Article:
where we have chosen the radius of the narrow end of the tube as a unit length and = R x is a positive constant, 0. A cylindrical tube of unit radius corresponds to = 0. Particle trajectories start from one end of the tube, which, as well as the wall of the tube, is a perfectly reﬂecting boundary, and are terminated at their ﬁrst contact with the opposite end, which is a perfectly absorbing boundary. In simulations we ﬁnd the mean ﬁrst passage times from one end of the tube n → w and w → n , where n and w denote to the other, the narrow and wide ends of the tube, as functions of for L = 20. When running simulations we take D = 1 and the time step t = 2 10−4, so that 2D t = 2 10−2 1. Each mean ﬁrst passage time is obtained by averaging the ﬁrst passage times of 104 trajectories whose starting points are uniformly distributed over the reﬂecting end of the tube. To estimate the accuracy of our numerical results we run 105 trajectories in the cylindrical tube = 0 and in the conical tube with = 2. We divide the entire set of trajectories into the subsets of 104 trajectories and determine the mean ﬁrst passage time for each subset. For the cylindrical tube these times are compared with the exact value, L2 / 2D , while for the conical tube the times are compared with the mean ﬁrst passage time

The ratio D w → n / D n → w , determined from our simulations of the ﬁrst passage times according to Eqs. 2.4 and 2.5 , may be considered as an indicator whether the conventional expression for the ﬂux is applicable or not. When the expression is applicable the two diffusion coefﬁcients are equal and their ratio must be unity. Deviation of the ratio from unity indicates that the conventional expression for the ﬂux is inapplicable, and higher spatial derivatives of c x , t cannot be neglected. The results of our simulations are presented in Fig. 2 n → w and w → n to the which shows the ratio of corresponding mean ﬁrst passage time in the cylindrical tube of uniform cross section given by L2 / 2D . The squares represent our numerical results while solid curves show the dependences obtained on the basis of the Fick-Jacobs equation, Eq. 1.3 , and its modiﬁed version, Eqs. 1.5 and 1.6 , with D x given in Eqs. 1.7 and 1.8 , as indicated by letters near w → n monotonously the curves. As might be expected increases with see Fig. 2 a . This happens because both the entropic repulsion and slowdown of diffusion lead to the w → n with . Figure 2 a shows that applyincrease of ing the Reguera-Rubí formula in Eq. 1.8 one can predict w → n over a broad range of times. variation of In contrast to the monotonic growth of w → n with , the dependence of n → w is nonmonotonic. This can be understood if one considers the effect of the entropy potential which pulls the particle towards the wider end that leads n → w at small . In the opposite limto the decrease of iting case, → , the problem reduces to that of onen → w returns to dimensional diffusion. For this reason,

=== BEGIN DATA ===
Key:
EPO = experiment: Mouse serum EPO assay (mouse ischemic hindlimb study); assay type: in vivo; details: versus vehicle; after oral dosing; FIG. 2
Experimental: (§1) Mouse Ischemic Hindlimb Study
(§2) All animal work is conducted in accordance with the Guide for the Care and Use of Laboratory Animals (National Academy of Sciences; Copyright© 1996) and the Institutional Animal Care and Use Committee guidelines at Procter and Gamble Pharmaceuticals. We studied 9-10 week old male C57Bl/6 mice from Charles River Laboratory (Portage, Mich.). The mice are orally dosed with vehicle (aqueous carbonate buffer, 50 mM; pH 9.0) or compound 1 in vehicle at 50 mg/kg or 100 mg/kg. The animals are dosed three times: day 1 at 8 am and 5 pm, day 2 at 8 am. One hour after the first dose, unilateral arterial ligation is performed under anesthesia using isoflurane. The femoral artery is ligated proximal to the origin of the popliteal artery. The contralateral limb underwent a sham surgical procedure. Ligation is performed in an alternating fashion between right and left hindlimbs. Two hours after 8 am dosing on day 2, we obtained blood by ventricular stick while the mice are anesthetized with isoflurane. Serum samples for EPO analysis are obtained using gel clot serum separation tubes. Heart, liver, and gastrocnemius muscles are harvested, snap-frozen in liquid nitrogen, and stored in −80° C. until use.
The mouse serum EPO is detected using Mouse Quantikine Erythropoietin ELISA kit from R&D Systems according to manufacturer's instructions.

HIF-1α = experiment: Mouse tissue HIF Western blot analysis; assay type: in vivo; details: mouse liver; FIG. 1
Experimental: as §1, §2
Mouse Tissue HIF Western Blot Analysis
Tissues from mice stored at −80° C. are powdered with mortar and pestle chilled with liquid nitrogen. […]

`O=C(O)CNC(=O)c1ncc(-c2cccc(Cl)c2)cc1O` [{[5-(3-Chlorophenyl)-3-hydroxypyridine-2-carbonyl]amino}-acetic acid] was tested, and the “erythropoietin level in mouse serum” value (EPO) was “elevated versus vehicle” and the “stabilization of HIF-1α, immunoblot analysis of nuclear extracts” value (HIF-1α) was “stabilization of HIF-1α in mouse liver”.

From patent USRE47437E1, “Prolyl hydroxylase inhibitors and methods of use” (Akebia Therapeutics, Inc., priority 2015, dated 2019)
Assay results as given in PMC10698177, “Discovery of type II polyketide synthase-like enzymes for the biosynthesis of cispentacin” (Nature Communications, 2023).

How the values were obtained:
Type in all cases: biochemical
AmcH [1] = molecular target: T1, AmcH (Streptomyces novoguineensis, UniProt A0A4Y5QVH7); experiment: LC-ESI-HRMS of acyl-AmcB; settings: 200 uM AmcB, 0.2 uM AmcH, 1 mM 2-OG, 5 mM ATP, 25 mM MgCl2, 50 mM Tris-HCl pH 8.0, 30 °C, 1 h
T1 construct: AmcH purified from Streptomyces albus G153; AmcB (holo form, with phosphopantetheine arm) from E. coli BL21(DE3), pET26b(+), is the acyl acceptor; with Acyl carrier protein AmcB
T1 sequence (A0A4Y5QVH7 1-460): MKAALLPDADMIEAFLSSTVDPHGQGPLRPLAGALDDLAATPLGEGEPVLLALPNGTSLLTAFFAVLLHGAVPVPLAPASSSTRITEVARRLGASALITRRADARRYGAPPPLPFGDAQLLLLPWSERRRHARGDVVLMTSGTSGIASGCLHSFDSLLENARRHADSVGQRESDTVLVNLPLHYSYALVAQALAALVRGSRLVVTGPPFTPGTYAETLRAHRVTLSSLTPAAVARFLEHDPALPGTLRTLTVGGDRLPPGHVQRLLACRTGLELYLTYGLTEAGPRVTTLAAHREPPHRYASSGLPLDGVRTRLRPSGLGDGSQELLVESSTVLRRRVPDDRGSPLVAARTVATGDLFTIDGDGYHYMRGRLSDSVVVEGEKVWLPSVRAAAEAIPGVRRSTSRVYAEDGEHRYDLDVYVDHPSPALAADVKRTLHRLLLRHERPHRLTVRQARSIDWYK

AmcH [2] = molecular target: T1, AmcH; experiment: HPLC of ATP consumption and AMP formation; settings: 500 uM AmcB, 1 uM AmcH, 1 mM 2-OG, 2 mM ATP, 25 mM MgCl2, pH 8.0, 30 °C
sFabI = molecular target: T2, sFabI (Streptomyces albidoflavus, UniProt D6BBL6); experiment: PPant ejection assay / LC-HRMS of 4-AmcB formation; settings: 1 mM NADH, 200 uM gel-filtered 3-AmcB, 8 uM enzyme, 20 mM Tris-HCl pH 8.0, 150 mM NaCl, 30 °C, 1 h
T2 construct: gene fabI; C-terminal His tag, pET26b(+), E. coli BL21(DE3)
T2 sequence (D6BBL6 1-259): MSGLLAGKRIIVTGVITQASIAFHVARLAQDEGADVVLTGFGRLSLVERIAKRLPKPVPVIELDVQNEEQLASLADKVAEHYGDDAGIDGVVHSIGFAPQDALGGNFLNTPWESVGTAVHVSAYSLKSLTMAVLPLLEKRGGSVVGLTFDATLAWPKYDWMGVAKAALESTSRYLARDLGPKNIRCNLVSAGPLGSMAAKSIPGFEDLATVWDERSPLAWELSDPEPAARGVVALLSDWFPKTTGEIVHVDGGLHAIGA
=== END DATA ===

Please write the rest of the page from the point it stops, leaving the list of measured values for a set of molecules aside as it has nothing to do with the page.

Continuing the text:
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134706-4

Berezhkovskii, Pustovoit, and Bezrukov

J. Chem. Phys. 126, 134706 2007

FIG. 3. The ratio of the diffusion coefﬁcients, D n → w / D w → n , as a function of .

FIG. 2. The ratios of the mean ﬁrst passage times between the two ends of w → n and n → w , to the mean ﬁrst passage time in the conical tube, panels a and a tube of uniform cross section, L2 / 2D , as functions of b , respectively; see the details in the text .